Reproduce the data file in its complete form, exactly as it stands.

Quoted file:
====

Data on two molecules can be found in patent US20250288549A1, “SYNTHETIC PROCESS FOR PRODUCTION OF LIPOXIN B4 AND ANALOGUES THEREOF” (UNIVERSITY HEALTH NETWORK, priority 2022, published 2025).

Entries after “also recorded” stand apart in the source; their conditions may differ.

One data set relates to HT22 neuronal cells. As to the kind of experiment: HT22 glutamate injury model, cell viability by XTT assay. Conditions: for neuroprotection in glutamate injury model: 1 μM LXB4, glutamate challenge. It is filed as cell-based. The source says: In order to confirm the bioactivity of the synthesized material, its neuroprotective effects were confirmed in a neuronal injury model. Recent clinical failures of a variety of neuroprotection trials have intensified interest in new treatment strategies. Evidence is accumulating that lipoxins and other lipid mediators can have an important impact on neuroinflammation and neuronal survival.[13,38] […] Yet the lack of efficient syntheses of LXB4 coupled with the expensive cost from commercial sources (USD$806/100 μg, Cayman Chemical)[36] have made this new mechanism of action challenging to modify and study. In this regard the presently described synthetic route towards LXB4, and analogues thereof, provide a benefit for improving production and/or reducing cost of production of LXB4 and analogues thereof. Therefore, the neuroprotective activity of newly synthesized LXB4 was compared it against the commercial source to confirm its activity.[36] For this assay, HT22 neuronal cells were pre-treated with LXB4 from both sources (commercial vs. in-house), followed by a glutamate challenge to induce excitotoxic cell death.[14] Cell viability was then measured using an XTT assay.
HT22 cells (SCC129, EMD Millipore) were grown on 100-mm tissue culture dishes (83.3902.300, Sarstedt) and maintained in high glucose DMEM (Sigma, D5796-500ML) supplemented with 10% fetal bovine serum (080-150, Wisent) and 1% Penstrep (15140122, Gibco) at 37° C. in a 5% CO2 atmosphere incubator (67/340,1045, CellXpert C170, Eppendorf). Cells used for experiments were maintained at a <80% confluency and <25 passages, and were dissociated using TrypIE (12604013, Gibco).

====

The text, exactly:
Data on two molecules can be found in patent US20250288549A1, “SYNTHETIC PROCESS FOR PRODUCTION OF LIPOXIN B4 AND ANALOGUES THEREOF” (UNIVERSITY HEALTH NETWORK, priority 2022, published 2025).

Entries after “also recorded” stand apart in the source; their conditions may differ.

One data set relates to HT22 neuronal cells. As to the kind of experiment: HT22 glutamate injury model, cell viability by XTT assay. Conditions: for neuroprotection in glutamate injury model: 1 μM LXB4, glutamate challenge. It is filed as cell-based. The source says: In order to confirm the bioactivity of the synthesized material, its neuroprotective effects were confirmed in a neuronal injury model. Recent clinical failures of a variety of neuroprotection trials have intensified interest in new treatment strategies. Evidence is accumulating that lipoxins and other lipid mediators can have an important impact on neuroinflammation and neuronal survival.[13,38] […] Yet the lack of efficient syntheses of LXB4 coupled with the expensive cost from commercial sources (USD$806/100 μg, Cayman Chemical)[36] have made this new mechanism of action challenging to modify and study. In this regard the presently described synthetic route towards LXB4, and analogues thereof, provide a benefit for improving production and/or reducing cost of production of LXB4 and analogues thereof. Therefore, the neuroprotective activity of newly synthesized LXB4 was compared it against the commercial source to confirm its activity.[36] For this assay, HT22 neuronal cells were pre-treated with LXB4 from both sources (commercial vs. in-house), followed by a glutamate challenge to induce excitotoxic cell death.[14] Cell viability was then measured using an XTT assay.
HT22 cells (SCC129, EMD Millipore) were grown on 100-mm tissue culture dishes (83.3902.300, Sarstedt) and maintained in high glucose DMEM (Sigma, D5796-500ML) supplemented with 10% fetal bovine serum (080-150, Wisent) and 1% Penstrep (15140122, Gibco) at 37° C. in a 5% CO2 atmosphere incubator (67/340,1045, CellXpert C170, Eppendorf). Cells used for experiments were maintained at a <80% confluency and <25 passages, and were dissociated using TrypIE (12604013, Gibco).